This is actually my criticism of the report from the Auditor General. In fact, I don't think you look at anything related really to the education system within the Canadian Armed Forces—for instance, in the Osside school for the non-commissioned members, the senior NCOs and the non-commissioned officers who actually do disciplinary hearings and charges and who actually have to come up and read the code of service discipline to find out what the charges are, obviously in conjunction with prosecutors. I don't think you reviewed that.
One of the things that irked me quite a bit is that you have a chart here, which is exhibit 3.2, “Primary roles and responsibilities for military justice”, and you have commanders of military units, but you actually don't have the NCMs. Once again, you're going back to the old way of doing the military system, where you have officers but everyone else is kind of forgotten about.
For me, obviously you could delegate some of these authorities, but often they are always delegated to people like me who have to carry out that work.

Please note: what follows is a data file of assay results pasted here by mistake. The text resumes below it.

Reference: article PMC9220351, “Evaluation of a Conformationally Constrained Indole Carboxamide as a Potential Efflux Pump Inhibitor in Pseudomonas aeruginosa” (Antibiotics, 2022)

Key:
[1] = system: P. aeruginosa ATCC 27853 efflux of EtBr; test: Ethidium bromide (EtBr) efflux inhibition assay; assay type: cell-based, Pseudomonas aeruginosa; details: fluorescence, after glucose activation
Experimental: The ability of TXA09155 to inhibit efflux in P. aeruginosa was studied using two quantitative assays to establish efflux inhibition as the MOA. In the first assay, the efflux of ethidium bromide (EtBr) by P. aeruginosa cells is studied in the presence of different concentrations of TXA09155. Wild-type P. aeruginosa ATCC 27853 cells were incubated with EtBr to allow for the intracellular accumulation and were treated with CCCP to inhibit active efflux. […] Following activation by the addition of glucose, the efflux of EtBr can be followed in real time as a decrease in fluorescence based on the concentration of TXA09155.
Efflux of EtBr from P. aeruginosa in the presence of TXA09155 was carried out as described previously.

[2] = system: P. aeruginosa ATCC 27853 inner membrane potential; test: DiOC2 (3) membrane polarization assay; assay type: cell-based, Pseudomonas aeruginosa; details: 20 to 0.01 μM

What I found in my time in the Canadian Armed Forces was that there was a lack of education. We had a very, very brief overview of some of these issues and what needed to occur. Because of that lack of education.... For instance, in the advanced leadership course or the intermediate leadership course, because they're so short—two weeks, three weeks—there is not enough time to really gain any greater understanding of the military justice system. We look at the charges in front of us and sometimes it makes it very difficult for the NCMs, the non-commissioned members, and the senior NCOs, the non-commissioned officers, to actually proceed with charges in a timely way.
Because obviously the Canadian Forces are supposed to be about team and how we work together, I'd actually like the Auditor General's office to reconsider their report and what they have done, because I think they've actually missed a major component of the report. I can read it here and what you have examined, and while it's very good and interesting, I think you've missed the essential component of it and who is actually responsible for doing that.
I must say that I was also—